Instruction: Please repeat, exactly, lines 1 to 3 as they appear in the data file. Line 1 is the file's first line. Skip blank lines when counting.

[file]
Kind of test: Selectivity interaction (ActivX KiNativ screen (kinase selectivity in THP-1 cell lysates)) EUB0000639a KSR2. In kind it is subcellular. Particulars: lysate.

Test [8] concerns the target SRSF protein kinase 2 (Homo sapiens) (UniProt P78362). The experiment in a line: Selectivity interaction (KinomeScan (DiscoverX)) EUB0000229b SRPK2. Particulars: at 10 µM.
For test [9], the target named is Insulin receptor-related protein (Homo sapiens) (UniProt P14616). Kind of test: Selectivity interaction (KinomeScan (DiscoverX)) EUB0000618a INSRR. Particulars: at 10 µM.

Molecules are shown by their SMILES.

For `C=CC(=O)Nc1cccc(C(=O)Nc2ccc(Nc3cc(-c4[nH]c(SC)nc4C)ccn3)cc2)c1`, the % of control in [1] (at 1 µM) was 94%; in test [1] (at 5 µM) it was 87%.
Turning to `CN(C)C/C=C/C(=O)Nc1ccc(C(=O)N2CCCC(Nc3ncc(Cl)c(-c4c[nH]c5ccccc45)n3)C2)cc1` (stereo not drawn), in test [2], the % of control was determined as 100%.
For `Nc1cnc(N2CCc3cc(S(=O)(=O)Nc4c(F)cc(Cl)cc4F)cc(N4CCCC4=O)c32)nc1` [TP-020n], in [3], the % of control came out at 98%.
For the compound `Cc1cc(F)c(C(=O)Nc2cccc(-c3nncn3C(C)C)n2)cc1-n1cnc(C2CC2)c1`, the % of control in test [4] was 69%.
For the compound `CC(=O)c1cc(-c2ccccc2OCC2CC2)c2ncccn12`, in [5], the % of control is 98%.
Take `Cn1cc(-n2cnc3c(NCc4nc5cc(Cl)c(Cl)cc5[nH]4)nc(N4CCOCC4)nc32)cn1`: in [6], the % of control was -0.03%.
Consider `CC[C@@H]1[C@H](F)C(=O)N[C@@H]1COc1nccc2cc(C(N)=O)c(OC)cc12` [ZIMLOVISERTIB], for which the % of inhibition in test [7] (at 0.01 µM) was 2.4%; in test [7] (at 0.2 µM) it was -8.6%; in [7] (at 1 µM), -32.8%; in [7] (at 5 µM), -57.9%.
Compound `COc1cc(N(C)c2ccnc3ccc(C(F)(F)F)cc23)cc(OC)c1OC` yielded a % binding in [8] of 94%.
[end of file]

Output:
Kind of test: Selectivity interaction (ActivX KiNativ screen (kinase selectivity in THP-1 cell lysates)) EUB0000639a KSR2. In kind it is subcellular. Particulars: lysate.

Test [8] concerns the target SRSF protein kinase 2 (Homo sapiens) (UniProt P78362). The experiment in a line: Selectivity interaction (KinomeScan (DiscoverX)) EUB0000229b SRPK2. Particulars: at 10 µM.
For test [9], the target named is Insulin receptor-related protein (Homo sapiens) (UniProt P14616). Kind of test: Selectivity interaction (KinomeScan (DiscoverX)) EUB0000618a INSRR. Particulars: at 10 µM.